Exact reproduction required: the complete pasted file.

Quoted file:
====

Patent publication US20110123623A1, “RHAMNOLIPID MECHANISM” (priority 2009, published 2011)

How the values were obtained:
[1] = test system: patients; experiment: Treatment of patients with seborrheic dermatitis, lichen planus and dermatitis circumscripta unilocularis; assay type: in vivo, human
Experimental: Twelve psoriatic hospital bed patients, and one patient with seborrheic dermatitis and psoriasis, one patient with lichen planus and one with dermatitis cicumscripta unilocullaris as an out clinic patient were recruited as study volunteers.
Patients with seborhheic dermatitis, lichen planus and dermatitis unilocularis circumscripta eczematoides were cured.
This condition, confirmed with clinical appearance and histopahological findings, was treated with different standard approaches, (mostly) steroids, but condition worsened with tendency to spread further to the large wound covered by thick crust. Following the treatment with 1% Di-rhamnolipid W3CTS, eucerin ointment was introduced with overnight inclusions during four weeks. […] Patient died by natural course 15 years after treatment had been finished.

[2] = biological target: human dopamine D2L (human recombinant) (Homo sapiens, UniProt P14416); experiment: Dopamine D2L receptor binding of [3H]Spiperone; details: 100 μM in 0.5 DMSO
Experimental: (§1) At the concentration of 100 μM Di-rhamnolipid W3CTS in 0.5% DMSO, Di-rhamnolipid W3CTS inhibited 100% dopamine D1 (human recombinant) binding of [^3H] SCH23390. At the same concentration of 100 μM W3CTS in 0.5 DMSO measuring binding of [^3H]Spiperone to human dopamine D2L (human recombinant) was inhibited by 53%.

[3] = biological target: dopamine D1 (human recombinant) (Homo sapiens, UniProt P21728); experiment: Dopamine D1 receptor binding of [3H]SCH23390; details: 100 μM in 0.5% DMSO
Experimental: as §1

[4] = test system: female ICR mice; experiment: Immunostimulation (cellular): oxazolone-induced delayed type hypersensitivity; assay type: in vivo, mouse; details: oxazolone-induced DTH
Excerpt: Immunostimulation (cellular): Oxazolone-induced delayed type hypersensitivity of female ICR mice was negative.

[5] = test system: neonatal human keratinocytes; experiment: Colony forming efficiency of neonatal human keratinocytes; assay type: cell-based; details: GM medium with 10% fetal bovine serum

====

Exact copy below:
Patent publication US20110123623A1, “RHAMNOLIPID MECHANISM” (priority 2009, published 2011)

How the values were obtained:
[1] = test system: patients; experiment: Treatment of patients with seborrheic dermatitis, lichen planus and dermatitis circumscripta unilocularis; assay type: in vivo, human
Experimental: Twelve psoriatic hospital bed patients, and one patient with seborrheic dermatitis and psoriasis, one patient with lichen planus and one with dermatitis cicumscripta unilocullaris as an out clinic patient were recruited as study volunteers.
Patients with seborhheic dermatitis, lichen planus and dermatitis unilocularis circumscripta eczematoides were cured.
This condition, confirmed with clinical appearance and histopahological findings, was treated with different standard approaches, (mostly) steroids, but condition worsened with tendency to spread further to the large wound covered by thick crust. Following the treatment with 1% Di-rhamnolipid W3CTS, eucerin ointment was introduced with overnight inclusions during four weeks. […] Patient died by natural course 15 years after treatment had been finished.

[2] = biological target: human dopamine D2L (human recombinant) (Homo sapiens, UniProt P14416); experiment: Dopamine D2L receptor binding of [3H]Spiperone; details: 100 μM in 0.5 DMSO
Experimental: (§1) At the concentration of 100 μM Di-rhamnolipid W3CTS in 0.5% DMSO, Di-rhamnolipid W3CTS inhibited 100% dopamine D1 (human recombinant) binding of [^3H] SCH23390. At the same concentration of 100 μM W3CTS in 0.5 DMSO measuring binding of [^3H]Spiperone to human dopamine D2L (human recombinant) was inhibited by 53%.

[3] = biological target: dopamine D1 (human recombinant) (Homo sapiens, UniProt P21728); experiment: Dopamine D1 receptor binding of [3H]SCH23390; details: 100 μM in 0.5% DMSO
Experimental: as §1

[4] = test system: female ICR mice; experiment: Immunostimulation (cellular): oxazolone-induced delayed type hypersensitivity; assay type: in vivo, mouse; details: oxazolone-induced DTH
Excerpt: Immunostimulation (cellular): Oxazolone-induced delayed type hypersensitivity of female ICR mice was negative.

[5] = test system: neonatal human keratinocytes; experiment: Colony forming efficiency of neonatal human keratinocytes; assay type: cell-based; details: GM medium with 10% fetal bovine serum